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Picking up the phone to improve mental health in seniors

Date:
August 5, 2015
Source:
Washington University in St. Louis
Summary:
Therapy provided via telephone for older adults in rural areas is effective in treating anxiety disorder, a new study has demonstrated. Experts write that the health-care system lacks the capacity to help the growing elderly population and that relying too heavily on sedative medications isn’t the answer.
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As Baby Boomers age, meeting their health needs — including mental health care — will become more and more challenging.

A new study, published Aug. 5 in JAMA Psychiatry, shows that therapy provided via telephone for older adults in rural areas is effective in treating anxiety disorder and may help people in parts of the country that are underserved by mental health providers.

In an accompanying editorial, geriatric psychiatrist Eric J. Lenze, MD, at Washington University School of Medicine in St. Louis, wrote that the health-care system lacks the capacity to help the growing elderly population — in which one in five individuals has a mental disorder — and that relying too heavily on sedative medications isn’t the answer.

“The drugs that many older adults receive, particularly benzodiazepines for anxiety, can cause cognitive impairments and motor problems,” Lenze said. “But seniors who are anxious or have insomnia are receiving a skyrocketing number of prescriptions for these drugs, particularly in rural America. That’s a recipe for disaster because giving seniors benzodiazepines can contribute to serious and expensive consequences, such as broken hips, an acceleration in dementia and a general decline in an older person’s ability to function.”

Simply prescribing such medications for seniors is not a good idea, Lenze said. But that’s frequently what happens. “One of the rationales for benzodiazepine use in this age group has been the absence of available, evidence-based psychosocial strategies,” he wrote.

But the new study, by a team of researchers at Wake Forest School of Medicine, tested the delivery of cognitive behavior therapy over the phone as a potential alternative to drugs. The researchers found that older adults who participated in the study did at least as well as others had in prior, in-person studies of cognitive behavior therapy.

Lenze directs the Healthy Mind Lab at Washington University and studies potential therapies for older adults with anxiety and depression. He assesses talk therapies, medication, exercise, and mindfulness training, such as yoga and meditation, in trying to identify strategies to help meet the mental health needs of the rapidly aging population.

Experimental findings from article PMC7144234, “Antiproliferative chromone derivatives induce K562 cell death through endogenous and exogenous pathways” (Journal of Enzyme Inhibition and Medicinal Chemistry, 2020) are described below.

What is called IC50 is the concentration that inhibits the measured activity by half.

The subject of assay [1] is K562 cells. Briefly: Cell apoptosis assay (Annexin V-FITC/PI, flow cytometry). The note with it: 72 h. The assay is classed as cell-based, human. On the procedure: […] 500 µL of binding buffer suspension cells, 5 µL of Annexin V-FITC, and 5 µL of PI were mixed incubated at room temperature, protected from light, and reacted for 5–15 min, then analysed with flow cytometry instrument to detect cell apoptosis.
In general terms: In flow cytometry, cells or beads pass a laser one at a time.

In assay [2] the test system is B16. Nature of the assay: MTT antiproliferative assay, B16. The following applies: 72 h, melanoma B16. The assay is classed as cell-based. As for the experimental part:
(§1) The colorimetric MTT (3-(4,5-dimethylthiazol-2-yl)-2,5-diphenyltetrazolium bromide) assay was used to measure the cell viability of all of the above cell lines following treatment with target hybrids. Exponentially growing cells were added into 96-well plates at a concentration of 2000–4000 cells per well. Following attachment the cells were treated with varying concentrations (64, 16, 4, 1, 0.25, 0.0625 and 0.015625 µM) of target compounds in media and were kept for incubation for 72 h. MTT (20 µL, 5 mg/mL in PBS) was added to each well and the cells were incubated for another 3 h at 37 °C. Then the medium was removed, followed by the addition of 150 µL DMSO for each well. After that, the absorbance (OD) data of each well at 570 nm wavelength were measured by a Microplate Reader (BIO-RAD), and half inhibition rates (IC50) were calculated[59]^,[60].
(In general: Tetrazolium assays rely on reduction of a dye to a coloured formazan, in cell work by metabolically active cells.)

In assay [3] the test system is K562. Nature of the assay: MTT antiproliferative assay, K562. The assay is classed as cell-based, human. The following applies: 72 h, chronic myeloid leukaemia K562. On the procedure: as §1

“Delivering therapy over the phone seems to be a good first step in helping older people who can’t easily travel to see a psychiatrist, psychologist or clinical social worker,” he said. “But as the population continues to age, I expect we’ll need to move toward computerized interventions to fill gaps between the mental health needs of this population and the availability of mental health providers to treat them.”


Story Source:

Materials provided by Washington University in St. Louis. Note: Content may be edited for style and length.


Journal References:

  1. Michael E. Miller, PhD et al. Telephone-Delivered Cognitive Behavioral Therapy and Telephone-Delivered Nondirective Supportive Therapy for Rural Older Adults With Generalized Anxiety Disorder: A Randomized Clinical Trial. JAMA Psychiatry, August 2015 DOI: 10.1001/jamapsychiatry.2015.1154
  2. Eric J. Lenze, MD. Solving the Geriatric Mental Health Crisis in the 21st Century. JAMA Psychiatry, August 2015 DOI: 10.1001/jamapsychiatry.2015.1306

Cite This Page:

Washington University in St. Louis. "Picking up the phone to improve mental health in seniors." ScienceDaily. ScienceDaily, 5 August 2015. <www.sciencedaily.com/releases/2015/08/150805111124.htm>.
Washington University in St. Louis. (2015, August 5). Picking up the phone to improve mental health in seniors. ScienceDaily. Retrieved May 8, 2017 from www.sciencedaily.com/releases/2015/08/150805111124.htm
Washington University in St. Louis. "Picking up the phone to improve mental health in seniors." ScienceDaily. www.sciencedaily.com/releases/2015/08/150805111124.htm (accessed May 8, 2017).